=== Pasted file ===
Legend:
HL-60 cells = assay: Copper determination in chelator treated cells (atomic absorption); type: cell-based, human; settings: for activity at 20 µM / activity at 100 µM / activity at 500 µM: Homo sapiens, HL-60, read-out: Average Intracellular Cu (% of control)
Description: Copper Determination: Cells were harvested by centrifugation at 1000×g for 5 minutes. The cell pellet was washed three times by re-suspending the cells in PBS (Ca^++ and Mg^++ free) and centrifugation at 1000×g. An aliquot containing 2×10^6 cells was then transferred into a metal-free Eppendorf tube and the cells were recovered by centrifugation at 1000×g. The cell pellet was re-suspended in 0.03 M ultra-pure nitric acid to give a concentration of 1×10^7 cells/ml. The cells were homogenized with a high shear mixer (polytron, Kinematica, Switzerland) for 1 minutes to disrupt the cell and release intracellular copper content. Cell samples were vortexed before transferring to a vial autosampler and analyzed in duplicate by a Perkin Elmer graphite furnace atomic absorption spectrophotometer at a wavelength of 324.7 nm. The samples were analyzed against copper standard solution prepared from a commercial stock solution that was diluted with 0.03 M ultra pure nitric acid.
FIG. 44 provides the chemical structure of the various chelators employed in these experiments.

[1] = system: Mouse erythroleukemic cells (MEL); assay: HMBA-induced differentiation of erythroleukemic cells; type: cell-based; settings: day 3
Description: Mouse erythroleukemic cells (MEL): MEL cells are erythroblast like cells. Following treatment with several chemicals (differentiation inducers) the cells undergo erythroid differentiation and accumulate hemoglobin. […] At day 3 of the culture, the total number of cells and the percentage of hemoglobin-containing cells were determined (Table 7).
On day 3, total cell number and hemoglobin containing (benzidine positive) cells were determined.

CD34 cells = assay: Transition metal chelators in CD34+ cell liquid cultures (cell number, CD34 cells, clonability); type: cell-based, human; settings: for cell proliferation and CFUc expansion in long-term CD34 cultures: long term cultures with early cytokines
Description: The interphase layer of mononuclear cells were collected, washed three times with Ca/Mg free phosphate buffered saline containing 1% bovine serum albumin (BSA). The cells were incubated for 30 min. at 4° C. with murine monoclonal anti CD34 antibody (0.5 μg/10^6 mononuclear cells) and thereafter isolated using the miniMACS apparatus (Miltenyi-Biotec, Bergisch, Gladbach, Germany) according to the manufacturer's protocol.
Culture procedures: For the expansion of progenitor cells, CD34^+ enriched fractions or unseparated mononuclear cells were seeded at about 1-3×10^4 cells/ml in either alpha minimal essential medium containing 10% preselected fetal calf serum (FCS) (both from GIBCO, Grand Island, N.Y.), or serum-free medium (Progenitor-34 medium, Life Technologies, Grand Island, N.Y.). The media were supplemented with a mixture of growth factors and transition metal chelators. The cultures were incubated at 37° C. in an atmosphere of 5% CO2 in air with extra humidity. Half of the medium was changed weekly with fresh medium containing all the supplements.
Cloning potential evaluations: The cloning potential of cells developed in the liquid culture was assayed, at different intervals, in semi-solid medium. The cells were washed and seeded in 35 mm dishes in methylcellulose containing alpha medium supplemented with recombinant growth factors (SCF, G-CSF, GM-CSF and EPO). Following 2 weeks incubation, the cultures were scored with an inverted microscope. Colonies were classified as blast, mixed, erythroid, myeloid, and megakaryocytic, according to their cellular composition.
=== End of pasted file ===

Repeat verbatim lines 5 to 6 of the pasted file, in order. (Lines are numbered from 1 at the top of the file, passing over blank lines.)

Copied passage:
[1] = system: Mouse erythroleukemic cells (MEL); assay: HMBA-induced differentiation of erythroleukemic cells; type: cell-based; settings: day 3
Description: Mouse erythroleukemic cells (MEL): MEL cells are erythroblast like cells. Following treatment with several chemicals (differentiation inducers) the cells undergo erythroid differentiation and accumulate hemoglobin. […] At day 3 of the culture, the total number of cells and the percentage of hemoglobin-containing cells were determined (Table 7).